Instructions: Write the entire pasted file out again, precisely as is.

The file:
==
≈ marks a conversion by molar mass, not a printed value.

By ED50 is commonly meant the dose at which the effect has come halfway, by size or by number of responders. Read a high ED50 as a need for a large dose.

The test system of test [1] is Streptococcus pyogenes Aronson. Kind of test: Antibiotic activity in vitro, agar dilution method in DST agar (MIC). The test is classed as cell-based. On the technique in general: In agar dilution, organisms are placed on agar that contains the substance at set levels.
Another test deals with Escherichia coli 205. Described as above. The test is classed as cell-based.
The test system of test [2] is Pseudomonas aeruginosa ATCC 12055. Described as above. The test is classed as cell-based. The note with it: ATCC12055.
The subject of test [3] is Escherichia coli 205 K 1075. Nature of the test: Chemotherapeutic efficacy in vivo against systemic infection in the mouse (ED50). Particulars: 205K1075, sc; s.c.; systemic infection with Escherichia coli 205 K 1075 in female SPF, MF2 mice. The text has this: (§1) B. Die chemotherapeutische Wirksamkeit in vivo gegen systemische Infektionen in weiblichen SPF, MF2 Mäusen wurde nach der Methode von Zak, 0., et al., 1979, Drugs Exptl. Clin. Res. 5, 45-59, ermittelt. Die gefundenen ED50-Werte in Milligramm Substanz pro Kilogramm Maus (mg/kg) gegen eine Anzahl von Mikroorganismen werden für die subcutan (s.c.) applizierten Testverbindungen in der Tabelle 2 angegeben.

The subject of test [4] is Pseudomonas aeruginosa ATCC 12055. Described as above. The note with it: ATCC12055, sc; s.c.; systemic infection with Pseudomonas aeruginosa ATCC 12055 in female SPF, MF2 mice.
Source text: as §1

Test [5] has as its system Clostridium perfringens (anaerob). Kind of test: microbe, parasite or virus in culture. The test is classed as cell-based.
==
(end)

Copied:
≈ marks a conversion by molar mass, not a printed value.

By ED50 is commonly meant the dose at which the effect has come halfway, by size or by number of responders. Read a high ED50 as a need for a large dose.

The test system of test [1] is Streptococcus pyogenes Aronson. Kind of test: Antibiotic activity in vitro, agar dilution method in DST agar (MIC). The test is classed as cell-based. On the technique in general: In agar dilution, organisms are placed on agar that contains the substance at set levels.
Another test deals with Escherichia coli 205. Described as above. The test is classed as cell-based.
The test system of test [2] is Pseudomonas aeruginosa ATCC 12055. Described as above. The test is classed as cell-based. The note with it: ATCC12055.
The subject of test [3] is Escherichia coli 205 K 1075. Nature of the test: Chemotherapeutic efficacy in vivo against systemic infection in the mouse (ED50). Particulars: 205K1075, sc; s.c.; systemic infection with Escherichia coli 205 K 1075 in female SPF, MF2 mice. The text has this: (§1) B. Die chemotherapeutische Wirksamkeit in vivo gegen systemische Infektionen in weiblichen SPF, MF2 Mäusen wurde nach der Methode von Zak, 0., et al., 1979, Drugs Exptl. Clin. Res. 5, 45-59, ermittelt. Die gefundenen ED50-Werte in Milligramm Substanz pro Kilogramm Maus (mg/kg) gegen eine Anzahl von Mikroorganismen werden für die subcutan (s.c.) applizierten Testverbindungen in der Tabelle 2 angegeben.

The subject of test [4] is Pseudomonas aeruginosa ATCC 12055. Described as above. The note with it: ATCC12055, sc; s.c.; systemic infection with Pseudomonas aeruginosa ATCC 12055 in female SPF, MF2 mice.
Source text: as §1

Test [5] has as its system Clostridium perfringens (anaerob). Kind of test: microbe, parasite or virus in culture. The test is classed as cell-based.